One example-- a SLU administrator informed us that the distinguished deans of St. Lawrence University recently held a meeting with the persons of the Student Life office. The purpose of the meeting (which, it should be mentioned, occupied far too many work-hours of those whose salaries are paid by the ever-increasing SLU tuitions) was to figure, with all the collective intelligence (in the less flattering “agent/enemy” conception of the word rather than the “cognitive ability” understanding) available, exactly who is in charge of the internet-facetiae known as “Take Back Our Campus!.” Needless to say, we now know every detail of the meeting, but we ask that you invite us next time.

However, we must offer one correction to the administrative huddle— the Svengali (to borrow from du Maurier) of the site is not the Canton native and SLU alum (albeit a transfer student) to whom you have given credit. This does a disservice to the many who have worked hard to establish a readership among the notorious bibliophobes at Saint Lawrence University.

To the kind administrators of St. Lawrence University—our source (primary, no less!) is one of the attendees. We beg of you-- please affect a McCarthyite stance and immediately dismiss and/or ostracize the person who may have done such a disloyalty as to inform the foxes of the hunt. One caveat—as most of you have occasional liberal/left stances, you may find yourselves with closeted sympathies toward our site. This will serve to make your knives all the longer, as the role of university administrator is normally played by Janus-faced sycophants.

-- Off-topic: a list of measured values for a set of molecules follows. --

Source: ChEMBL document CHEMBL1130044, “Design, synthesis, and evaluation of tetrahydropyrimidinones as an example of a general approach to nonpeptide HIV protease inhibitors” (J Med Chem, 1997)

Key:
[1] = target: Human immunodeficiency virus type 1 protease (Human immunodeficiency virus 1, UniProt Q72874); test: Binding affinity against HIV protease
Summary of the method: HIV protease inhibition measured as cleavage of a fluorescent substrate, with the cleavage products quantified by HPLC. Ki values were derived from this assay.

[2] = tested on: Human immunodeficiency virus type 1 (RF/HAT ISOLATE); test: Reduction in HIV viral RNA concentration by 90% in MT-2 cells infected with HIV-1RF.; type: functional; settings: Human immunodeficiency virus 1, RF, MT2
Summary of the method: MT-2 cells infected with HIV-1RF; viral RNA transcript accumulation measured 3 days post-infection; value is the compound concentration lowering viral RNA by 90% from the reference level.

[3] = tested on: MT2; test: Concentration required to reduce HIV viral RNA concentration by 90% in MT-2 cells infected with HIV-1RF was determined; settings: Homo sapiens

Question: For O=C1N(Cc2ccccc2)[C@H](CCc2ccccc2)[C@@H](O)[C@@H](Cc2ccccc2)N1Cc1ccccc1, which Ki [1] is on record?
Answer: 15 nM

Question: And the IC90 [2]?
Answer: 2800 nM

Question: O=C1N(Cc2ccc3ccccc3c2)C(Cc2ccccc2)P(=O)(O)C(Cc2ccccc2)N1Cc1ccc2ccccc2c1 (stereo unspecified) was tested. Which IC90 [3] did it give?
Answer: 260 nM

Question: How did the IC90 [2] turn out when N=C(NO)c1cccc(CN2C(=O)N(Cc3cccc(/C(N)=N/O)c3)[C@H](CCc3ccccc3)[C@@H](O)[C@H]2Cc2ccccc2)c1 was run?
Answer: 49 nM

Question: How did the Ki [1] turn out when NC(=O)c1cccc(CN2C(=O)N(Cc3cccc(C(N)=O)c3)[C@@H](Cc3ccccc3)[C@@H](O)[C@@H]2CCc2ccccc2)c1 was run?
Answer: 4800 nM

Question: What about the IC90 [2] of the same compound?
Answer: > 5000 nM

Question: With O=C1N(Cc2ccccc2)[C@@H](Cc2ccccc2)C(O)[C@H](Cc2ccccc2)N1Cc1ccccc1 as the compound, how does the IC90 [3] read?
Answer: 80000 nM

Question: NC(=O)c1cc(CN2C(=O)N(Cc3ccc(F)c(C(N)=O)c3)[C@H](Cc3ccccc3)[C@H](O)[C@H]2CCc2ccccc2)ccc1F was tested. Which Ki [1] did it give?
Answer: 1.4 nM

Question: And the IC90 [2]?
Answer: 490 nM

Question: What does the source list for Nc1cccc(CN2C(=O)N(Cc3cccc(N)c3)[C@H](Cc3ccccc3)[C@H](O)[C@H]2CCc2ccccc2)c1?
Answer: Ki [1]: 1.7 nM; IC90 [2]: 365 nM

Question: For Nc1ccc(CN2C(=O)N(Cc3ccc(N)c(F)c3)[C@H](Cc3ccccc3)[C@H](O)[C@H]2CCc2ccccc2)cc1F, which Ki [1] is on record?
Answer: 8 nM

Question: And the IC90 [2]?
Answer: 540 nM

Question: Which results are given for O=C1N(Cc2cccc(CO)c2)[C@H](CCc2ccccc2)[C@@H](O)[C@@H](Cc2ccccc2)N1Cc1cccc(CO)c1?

Please begin your search for the administrator who e-mailed us about the proceedings. Dig deep into you memories—who at the meeting seemed shifty? Who seemed too eager to denounce the left? Who said nothing at all? Suspect all of them.

If such things are fuzzy, know that rosemary is for remembrance. We have no doubt that your entire escapade will end as Hamlet.

Full of pansies? Send us your thoughts at takebackourcampus@yahoo.com.

Monday, November 08, 2004


BREAKING NEWS: Election Fraud from Florida to Ohio, to SLU


As everybody should know by now, this week is Thelmo Elections, voting started today, and will go through the end of the week. Thelmo elections have been historically modeled after other democratic elections such as those held in the United States. In elections across the US, there has been a shift towards electronic voting, which eliminates the paper trail, and makes it virtually impossible to track votes. As was shown in the 2000 presidential elections, especially in Florida, electronic voting causes great havoc on our so-called democracy. Four years later, in the 2004 presidential elections, voter fraud ran rampant once again. I could write ten pages outlining reports of voter fraud from all over the country, much of which was caused by or related to the use of electronic voting machines, but that is for another post (some ideas for places to look for yourself include a report from www.commoncause.org stating that “Voting in 2004 was more problematic than in 2000,” or any of the dozens of stories outline at http://indymedia.us/en/). The point here is that in this falls Thelmo election our student government has taken tips from the experts of voter fraud who stole the last two “elections” for our fearless dictator, Bush.